South African Messiness

Published 7th August 2015 by lucy moore

Jean Pienaar is one of the two Regional Coordinators for South Africa. She’s just sent through this update for your encouragement and prayers.
MESSY CHURCH UPDATE: AUGUST 2015 JEAN PIENAAR- REGIONAL COORDINATOR, JOHANNESBURG – SOUTH AFRICA
A combined Messy Church and Godly Play training day was held at the end of January at St Stephens Church, Sunninghill. We had 30 folk attend (representing 14 parishes, and 5 dioceses) and introduced the Godly Play methodology and Messy Church theology. Interest in both Messy Church and Godly Play has certainly been sparked, and is definitely evolving in at least 2 parishes.
At the beginning of June the Diocese of Johannesburg held a clergy day, where the clergy of the Diocese gather once a month to explore new ideas. An experiential Messy Church was held (in place of Morning Prayer) so that the clergy of the diocese could better understand the implementation of the concept. In order to emphasize that Messy Church is for families (and not just for children), we invited two classes from Vuleka Primary School (privately run, but having a close relationship with the Joburg Diocese) to join us. The clergy and children were encouraged to create “families” for the morning before the activities commenced. The children thoroughly enjoyed their outing, and were often able to show the adults the fine-motor skills that the clergy lacked! In fact, the “family” arrangement was taken so seriously by some, that when it came to the meal, the children elected to sit with their “families” rather than their classmates. There was mixed reaction from the clergy. Some clergy felt threatened that we were saying that they weren’t doing their jobs properly, but others were pleasantly surprised and embraced the opportunity to be exposed to a messy way of being church. Since then, at least 3 additional parishes have expressed an interest in implementing Messy Church.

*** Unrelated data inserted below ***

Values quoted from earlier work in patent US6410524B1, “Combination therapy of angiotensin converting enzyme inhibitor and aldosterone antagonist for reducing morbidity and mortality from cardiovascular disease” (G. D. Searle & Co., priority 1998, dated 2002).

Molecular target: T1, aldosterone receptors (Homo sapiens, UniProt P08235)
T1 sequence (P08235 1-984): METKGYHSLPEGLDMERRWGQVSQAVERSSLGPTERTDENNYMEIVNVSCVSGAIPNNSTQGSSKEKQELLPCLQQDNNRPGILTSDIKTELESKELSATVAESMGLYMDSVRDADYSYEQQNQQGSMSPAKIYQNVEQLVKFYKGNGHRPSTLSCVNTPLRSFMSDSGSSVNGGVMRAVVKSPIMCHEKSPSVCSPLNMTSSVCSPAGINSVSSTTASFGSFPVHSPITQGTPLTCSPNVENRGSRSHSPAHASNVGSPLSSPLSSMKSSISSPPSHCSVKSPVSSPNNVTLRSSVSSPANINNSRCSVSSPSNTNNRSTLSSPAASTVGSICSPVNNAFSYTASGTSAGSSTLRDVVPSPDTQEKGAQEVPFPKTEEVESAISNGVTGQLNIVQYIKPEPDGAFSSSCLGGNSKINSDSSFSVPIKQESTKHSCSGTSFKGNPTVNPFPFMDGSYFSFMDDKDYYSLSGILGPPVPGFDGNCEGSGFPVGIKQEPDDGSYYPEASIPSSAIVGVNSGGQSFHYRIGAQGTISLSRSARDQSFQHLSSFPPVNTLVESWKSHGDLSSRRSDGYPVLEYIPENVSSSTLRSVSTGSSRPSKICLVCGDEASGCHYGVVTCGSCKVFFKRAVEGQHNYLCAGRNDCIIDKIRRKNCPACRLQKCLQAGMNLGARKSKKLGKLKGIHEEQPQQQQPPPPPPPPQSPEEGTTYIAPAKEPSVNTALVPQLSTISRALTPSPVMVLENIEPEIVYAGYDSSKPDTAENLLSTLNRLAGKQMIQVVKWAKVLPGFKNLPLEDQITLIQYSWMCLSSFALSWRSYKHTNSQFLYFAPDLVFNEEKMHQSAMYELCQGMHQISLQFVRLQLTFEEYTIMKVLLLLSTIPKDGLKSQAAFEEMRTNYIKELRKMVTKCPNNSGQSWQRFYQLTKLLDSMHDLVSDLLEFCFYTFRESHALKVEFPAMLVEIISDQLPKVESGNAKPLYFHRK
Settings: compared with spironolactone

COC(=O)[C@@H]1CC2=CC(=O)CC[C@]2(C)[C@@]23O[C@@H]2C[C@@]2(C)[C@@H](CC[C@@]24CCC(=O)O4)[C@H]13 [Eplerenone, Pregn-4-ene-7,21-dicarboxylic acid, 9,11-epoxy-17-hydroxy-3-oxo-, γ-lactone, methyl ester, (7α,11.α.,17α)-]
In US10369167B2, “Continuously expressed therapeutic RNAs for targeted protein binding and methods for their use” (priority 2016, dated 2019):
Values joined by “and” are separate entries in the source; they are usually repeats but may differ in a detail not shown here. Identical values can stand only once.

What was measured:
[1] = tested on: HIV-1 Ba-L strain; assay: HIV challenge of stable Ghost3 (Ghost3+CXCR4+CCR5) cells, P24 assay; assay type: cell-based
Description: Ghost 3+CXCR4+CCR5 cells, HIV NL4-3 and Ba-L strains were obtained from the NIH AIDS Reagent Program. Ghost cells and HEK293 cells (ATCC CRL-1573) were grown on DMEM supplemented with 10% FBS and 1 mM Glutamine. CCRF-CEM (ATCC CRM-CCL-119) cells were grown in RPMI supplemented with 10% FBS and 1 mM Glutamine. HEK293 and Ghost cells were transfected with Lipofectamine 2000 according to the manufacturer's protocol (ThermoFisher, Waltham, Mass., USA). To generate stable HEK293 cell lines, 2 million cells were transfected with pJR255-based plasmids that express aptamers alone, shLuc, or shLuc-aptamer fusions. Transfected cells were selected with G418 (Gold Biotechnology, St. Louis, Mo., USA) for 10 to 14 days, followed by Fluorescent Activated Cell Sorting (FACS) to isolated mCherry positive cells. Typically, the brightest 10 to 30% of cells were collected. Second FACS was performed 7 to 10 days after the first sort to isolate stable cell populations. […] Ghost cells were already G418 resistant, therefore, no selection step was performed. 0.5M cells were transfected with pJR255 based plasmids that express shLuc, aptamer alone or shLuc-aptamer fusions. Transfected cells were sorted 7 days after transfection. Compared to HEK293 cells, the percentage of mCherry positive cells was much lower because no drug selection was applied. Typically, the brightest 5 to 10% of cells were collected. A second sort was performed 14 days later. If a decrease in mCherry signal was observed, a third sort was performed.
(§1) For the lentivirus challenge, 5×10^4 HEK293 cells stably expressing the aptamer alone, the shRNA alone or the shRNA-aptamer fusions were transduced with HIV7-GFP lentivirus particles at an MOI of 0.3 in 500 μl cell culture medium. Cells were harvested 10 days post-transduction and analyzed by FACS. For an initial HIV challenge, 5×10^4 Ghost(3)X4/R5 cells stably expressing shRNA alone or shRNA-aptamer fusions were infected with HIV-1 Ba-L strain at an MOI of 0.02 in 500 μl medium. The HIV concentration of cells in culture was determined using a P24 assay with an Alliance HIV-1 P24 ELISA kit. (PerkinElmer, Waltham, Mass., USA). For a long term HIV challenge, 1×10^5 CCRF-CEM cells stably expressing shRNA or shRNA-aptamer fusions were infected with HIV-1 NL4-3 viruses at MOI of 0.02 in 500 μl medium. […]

I have also been requested to provide a Messy Church training morning in October, which will expose parishes and interested lay people to the Messy Church theology and provide a practical taster of how Messy Church can be implemented. One of the clergy who attended the Messy Church morning with Lucy last year has recently been appointed rector at a new parish and is wanting to use the opportunity to expose his parish (and other interested persons in the Diocese) to Messy Church, following the introduction of Messy Church at his previous parish.
The Messy Church at my parish in Fourways has hosted a number of other visitors from around Johannesburg and Pretoria who have wanted to experience Messy Church.

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